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Short takes

Why ContentEditable is Terrible Or: How the Medium Editor Works… In case you thought building text editors was easy Or: If you are just curious. via Medium Engineering

CMS and Author Experience Or: Pushing WordPress’ boundaries… via responsivewebdesign.com

World of Service Providers, October 2015… WPP, Publicis, Havas, and Fullsix via Digital Clarity Group

Web Content Management Round-Up, October 2015… including discussion of latest WCM Magic Quadrant. via Digital Clarity Group

A new way to improve app experiences with web content… Safari View Controller and Automatic Safari Reader Activationvia MacStories

Digital Asset Management Round-Up, October 2015… Open Text, SAP, and Widen. via Digital Clarity Group

Useful infographic for anyone wondering why mobile apps take so long and cost so much… Overview of the mobile app development processvia Tech.in.Asia.com

E-Commerce Round-Up: September 2015… Farfetch, Time Inc, and Mondelez.  via Digital Clarity Group

Sorry to say the Boston.com leads the pack… The Cost of Mobile Ads on 50 News Websitesvia nytimes.com

About

The Gilbane Advisor curates content for our conference community of content, computing, and digital experience professionals throughout the year. You can also subscribe via our feed.

The Gilbane Conference on Content, Technology, and Customer Experience helps marketers, IT, and business managers integrate content strategies and computing technologies to produce superior customer experiences for all stakeholders.

Gilbane Advisor 6.3.15 – The future is mobile and apps, except that it isn’t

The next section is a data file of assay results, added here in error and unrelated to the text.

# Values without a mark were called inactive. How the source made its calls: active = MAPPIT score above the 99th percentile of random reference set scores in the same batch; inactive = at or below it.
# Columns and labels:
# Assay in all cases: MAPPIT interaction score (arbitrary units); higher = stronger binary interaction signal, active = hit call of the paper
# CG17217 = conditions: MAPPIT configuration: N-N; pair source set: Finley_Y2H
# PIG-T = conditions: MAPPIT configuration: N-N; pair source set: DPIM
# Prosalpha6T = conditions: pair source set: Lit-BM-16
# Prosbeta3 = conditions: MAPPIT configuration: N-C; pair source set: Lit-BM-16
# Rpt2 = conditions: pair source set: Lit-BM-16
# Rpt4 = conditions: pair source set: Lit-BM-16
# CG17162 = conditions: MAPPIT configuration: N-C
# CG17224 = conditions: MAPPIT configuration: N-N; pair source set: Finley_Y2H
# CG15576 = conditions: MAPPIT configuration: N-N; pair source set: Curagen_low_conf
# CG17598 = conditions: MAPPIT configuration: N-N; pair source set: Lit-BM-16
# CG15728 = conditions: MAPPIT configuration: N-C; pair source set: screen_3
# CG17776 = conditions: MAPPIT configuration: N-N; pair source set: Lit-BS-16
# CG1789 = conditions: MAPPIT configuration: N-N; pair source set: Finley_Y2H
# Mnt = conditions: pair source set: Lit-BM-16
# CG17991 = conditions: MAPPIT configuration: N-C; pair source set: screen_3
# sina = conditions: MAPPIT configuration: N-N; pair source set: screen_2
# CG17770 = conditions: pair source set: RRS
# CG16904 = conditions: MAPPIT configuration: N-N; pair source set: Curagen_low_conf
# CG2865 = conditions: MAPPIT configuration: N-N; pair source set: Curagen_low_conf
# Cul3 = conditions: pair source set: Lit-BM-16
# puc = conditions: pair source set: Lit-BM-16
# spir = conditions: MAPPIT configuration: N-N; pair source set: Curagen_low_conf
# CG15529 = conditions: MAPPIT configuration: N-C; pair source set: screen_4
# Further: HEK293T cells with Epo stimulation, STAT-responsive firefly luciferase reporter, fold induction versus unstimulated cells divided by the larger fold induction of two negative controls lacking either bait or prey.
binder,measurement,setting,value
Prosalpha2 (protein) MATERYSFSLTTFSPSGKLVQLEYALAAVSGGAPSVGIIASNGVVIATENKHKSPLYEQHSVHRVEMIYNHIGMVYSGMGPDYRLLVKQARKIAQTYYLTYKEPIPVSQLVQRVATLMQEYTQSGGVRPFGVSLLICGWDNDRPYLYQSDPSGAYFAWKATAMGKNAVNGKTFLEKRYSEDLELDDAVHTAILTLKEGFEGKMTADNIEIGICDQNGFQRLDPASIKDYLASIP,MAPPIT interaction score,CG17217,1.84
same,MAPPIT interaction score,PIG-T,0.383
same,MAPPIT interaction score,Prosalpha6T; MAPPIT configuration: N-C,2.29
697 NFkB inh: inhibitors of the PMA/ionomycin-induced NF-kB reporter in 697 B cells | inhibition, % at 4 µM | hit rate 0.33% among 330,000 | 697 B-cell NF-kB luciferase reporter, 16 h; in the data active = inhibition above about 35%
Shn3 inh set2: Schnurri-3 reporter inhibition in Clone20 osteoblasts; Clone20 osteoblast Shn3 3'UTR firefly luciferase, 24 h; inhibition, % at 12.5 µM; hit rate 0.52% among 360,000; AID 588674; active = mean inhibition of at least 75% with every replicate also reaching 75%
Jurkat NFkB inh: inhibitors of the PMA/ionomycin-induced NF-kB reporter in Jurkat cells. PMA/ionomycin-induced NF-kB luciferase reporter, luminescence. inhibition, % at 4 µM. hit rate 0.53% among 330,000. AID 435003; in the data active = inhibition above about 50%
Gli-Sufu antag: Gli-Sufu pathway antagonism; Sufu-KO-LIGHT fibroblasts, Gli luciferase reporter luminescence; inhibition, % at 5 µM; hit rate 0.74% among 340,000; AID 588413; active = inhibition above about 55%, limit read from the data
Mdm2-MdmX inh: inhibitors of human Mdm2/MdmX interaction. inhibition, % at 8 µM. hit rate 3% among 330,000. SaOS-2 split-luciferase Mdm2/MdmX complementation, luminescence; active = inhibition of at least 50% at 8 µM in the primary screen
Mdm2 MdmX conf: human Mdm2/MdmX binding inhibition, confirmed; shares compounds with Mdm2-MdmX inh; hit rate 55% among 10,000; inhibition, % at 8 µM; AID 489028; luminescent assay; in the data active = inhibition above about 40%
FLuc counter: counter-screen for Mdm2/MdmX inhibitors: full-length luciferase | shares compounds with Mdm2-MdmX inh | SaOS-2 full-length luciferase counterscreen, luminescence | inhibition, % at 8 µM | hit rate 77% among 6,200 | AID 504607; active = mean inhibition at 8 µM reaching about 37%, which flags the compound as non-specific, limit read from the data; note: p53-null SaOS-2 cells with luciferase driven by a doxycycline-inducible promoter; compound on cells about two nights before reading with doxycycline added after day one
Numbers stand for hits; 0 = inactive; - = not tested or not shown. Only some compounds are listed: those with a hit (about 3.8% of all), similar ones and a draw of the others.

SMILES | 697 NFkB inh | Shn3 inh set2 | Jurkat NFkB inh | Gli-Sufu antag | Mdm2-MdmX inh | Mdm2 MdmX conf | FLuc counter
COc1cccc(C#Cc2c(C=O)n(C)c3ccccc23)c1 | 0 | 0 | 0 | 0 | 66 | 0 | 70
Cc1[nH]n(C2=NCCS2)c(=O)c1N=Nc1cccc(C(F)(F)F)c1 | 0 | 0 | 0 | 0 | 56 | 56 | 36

The future is mobile and apps, except that it isn’t

You may have read other articles making similar arguments but this post by Ben Evans is certainly one of the best.

There are two charts that capture a lot of the way we think about mobile today. In the first, we see that mobile devices are approaching a majority of traffic, and in the second, that a large proportion of all web traffic (a majority in the USA in this instance) and the vast majority of mobile traffic is coming from apps rather than the web. … However, if you’re not careful you can get quite the wrong impression from these. Read more

And if you’re a marketer how do you think about the tradeoffs?…

Apps versus the web

There’s an involved, technical and (for people like me) fascinating conversation in tech about smartphone apps and the web – what can each do, how discovery works, how they interplay, what Google plans with Chrome, how watches affect things, whether the web will take over as the dominant form and so on. … But for an actual brand, developer or publisher wondering if they should do an app or a website, I generally answer that the calculation is much simpler and less technical: Do people want to put your icon on their home screen? Read more